Hydraulic fracturing, or “fracking,” is the process of extracting natural gas from shale rock layers deep within the earth by injecting highly pressurized fluids–including combinations of highly toxic chemicals–into the shale to release the trapped gas. The process was exempted from the Safe Drinking Water Act in 2005, which means companies don’t even have to disclose the chemicals they use–chemicals which can contaminate ground water. Fracking has been linked to air and water pollution and even earthquakes.
But what does fracking have to do with plastic?
Most people still think that plastic is made from petroleum–oil. And much of it is. But in the United States, a large percentage of plastic is actually made from natural gas. Why? … Read the rest
If I asked you to list the problems with plastic, you might mention toxic chemicals like BPA or phthalates; or the fact that it doesn’t biodegrade; or that animals ingest it; or that there is a toxic soup of plastic swirling around in the world’s oceans. Those are the issues I’ve focused on for the past 5 years, so last year, when Moms Clean Air Force asked me to write a blog post for them, I balked. “Clean air is a vitally important environmental issue,” I said, “but my blog focuses on plastic, not air. Plus, I’m behind on writing my new book Plastic-Free and have no time to delve into other subjects.”
Silly me. As I researched the book, I learned about many ways that the life cycle of plastic contributes to air pollution, both indoor and out, and that reducing our plastic consumption will help to protect the air we breathe. So here are a few reasons why those of us concerned about reducing plastic… Read the rest
As an anti-plastics blogger, I should be able to write about the gulf oil spill in my sleep. The connections seem obvious. Plastic comes from oil. Our demand for plastic drives up the demand for oil, as do our demands for all the other products made from oil. I should be able to write about this topic as I would write about anything else related to plastic, things like Bisphenol-A, bottled water, PVC, phthalates, ocean plastic pollution, and yet until now, I couldn’t.
Like the vastness of the ocean itself and the incredible magnitude of the spill, the topic was just too big to wrap my heart around. It hurt too much. Somehow the thought of oil gushing relentlessly up from the earth into the ocean felt even more nightmarish to me than that of plastic pollution washed by the tons into the same oceans. What’s more, with all the commentary about whose fault it is, what methods should be used for clean up, and how the guilty parties should be … Read the rest
This just in: Oregon plastics recycler, Agri-Plas, has begun converting plastic waste back into crude oil. According to Businesswire, “the company recently delivered its first full tanker (8,200 gallons) of oil to a refinery in Tacoma, Wash., which translates to a final delivery of 196 barrels of oil.”
The method was developed by Plas2Fuel, a Kelso, Washington alternative energy company.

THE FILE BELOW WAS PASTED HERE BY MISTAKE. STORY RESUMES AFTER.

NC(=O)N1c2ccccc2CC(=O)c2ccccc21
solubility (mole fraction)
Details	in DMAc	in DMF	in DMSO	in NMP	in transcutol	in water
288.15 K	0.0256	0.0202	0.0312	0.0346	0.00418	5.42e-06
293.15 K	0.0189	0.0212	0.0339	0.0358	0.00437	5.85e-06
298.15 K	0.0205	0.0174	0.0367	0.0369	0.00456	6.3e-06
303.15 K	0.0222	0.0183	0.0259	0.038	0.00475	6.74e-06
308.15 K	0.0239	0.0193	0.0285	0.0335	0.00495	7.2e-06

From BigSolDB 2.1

Until now, Agri-Plas has been a conventional plastics recycler, focusing on agricultural waste such as greenhouse film, nursery pots and plastic binder twine, as well as limited amounts of household plastic waste, which it recycles into other plastic products.
Now, the company is collecting dirty plastic materials which are unsuitable for traditional recycling for the plastic to oil process. And the state of Oregon has been a major supporter of the project, giving financial assistance through the Oregon Business Energy Tax Credit.
Right… Read the rest
By now, everyone has heard about the terrible oil spill in the San Francisco Bay last week. Friday, I stopped at the wharf on my way to the Green Festival, to see for myself. The smell was terrible. Like walking into a chemical factory, except it was outside! Oil floated on top of the water instead of ducks. And the boat that hit the Bay Bridge was still anchored out there like a bad dog tied to a stake. Here are a few of the photos I took on Friday:
And here’s a little irony:
Those who would like to help with the cleanup can sign up at SF Baykeeper. Just one more reason that we need to discontinue our dependence on oil, including oil used to make plastics.… Read the rest
Why avoid plastic? I originally wrote this post in July 2007, just one month into my plastic-free experiment. It’s now May 2015, and in the past 8 years, I have learned a lot more about plastic — where it comes from and what problems are associated with it. Here, then, is an updated summary of why I am still living plastic-free after all these years.
1) Plastic from fossil fuels
According to the U.S. Energy Energy Information Administration, “plastics are made from liquid petroleum gases (LPG), natural gas liquids (NGL), and natural gas. LPG are by-products of petroleum refining, and NGL are removed from natural gas before it enters transmission pipelines.” In 2010, about 191 million barrels of LPG and NGL and 412 billion cubic feet (Bcf) of natural gas were used in the United States to make plastic products.
And as we know, oil and gas are non-renewable resources, which means that if we don’t find alternatives… Read the rest